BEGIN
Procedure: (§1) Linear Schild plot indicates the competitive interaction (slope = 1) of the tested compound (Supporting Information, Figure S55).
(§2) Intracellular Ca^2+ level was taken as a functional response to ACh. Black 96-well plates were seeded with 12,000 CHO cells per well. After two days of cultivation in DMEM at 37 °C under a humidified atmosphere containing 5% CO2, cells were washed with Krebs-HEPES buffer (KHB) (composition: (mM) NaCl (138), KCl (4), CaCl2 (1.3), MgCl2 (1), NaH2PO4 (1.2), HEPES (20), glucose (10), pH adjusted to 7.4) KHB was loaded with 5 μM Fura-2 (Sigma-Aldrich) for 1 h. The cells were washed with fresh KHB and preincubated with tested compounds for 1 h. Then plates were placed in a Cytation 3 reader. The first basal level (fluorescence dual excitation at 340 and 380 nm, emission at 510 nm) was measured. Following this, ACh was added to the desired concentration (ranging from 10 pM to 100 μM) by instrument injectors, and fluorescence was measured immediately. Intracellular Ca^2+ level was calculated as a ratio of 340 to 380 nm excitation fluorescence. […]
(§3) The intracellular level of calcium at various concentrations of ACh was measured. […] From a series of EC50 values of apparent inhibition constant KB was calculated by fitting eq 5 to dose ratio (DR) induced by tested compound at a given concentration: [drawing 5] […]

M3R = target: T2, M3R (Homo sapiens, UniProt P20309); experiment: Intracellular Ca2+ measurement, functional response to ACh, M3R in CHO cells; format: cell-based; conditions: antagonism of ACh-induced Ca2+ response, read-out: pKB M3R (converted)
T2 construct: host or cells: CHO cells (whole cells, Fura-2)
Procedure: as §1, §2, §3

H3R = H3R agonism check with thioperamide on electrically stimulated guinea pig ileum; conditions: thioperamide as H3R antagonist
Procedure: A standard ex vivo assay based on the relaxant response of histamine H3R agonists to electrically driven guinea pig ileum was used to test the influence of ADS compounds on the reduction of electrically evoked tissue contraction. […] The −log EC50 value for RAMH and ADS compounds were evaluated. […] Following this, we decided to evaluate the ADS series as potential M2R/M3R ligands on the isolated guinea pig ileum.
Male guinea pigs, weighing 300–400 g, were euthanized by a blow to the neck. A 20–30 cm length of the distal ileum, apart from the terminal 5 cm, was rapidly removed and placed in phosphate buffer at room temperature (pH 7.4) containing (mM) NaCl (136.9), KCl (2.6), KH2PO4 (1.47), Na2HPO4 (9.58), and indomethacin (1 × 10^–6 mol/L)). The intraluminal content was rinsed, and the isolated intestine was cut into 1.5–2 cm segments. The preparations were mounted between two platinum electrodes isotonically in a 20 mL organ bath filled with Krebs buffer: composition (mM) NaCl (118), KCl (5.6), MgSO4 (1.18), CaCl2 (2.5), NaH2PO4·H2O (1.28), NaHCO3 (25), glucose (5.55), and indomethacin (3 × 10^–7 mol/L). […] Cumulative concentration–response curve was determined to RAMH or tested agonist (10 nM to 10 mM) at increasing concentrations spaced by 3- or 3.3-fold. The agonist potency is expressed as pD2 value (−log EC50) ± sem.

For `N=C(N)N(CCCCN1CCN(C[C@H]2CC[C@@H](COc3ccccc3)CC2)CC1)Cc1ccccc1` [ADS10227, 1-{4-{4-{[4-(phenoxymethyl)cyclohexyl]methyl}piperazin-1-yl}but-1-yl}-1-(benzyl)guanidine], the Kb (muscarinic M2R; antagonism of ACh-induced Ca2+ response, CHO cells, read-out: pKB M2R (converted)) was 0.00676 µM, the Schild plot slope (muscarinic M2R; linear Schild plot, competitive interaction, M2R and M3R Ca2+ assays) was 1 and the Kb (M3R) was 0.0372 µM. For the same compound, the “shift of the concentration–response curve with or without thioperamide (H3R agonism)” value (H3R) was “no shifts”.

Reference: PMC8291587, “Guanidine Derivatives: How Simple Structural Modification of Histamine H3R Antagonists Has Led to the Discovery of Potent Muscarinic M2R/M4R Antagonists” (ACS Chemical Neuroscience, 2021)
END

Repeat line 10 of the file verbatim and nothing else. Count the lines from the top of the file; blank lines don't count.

For `N=C(N)N(CCCCN1CCN(C[C@H]2CC[C@@H](COc3ccccc3)CC2)CC1)Cc1ccccc1` [ADS10227, 1-{4-{4-{[4-(phenoxymethyl)cyclohexyl]methyl}piperazin-1-yl}but-1-yl}-1-(benzyl)guanidine], the Kb (muscarinic M2R; antagonism of ACh-induced Ca2+ response, CHO cells, read-out: pKB M2R (converted)) was 0.00676 µM, the Schild plot slope (muscarinic M2R; linear Schild plot, competitive interaction, M2R and M3R Ca2+ assays) was 1 and the Kb (M3R) was 0.0372 µM. For the same compound, the “shift of the concentration–response curve with or without thioperamide (H3R agonism)” value (H3R) was “no shifts”.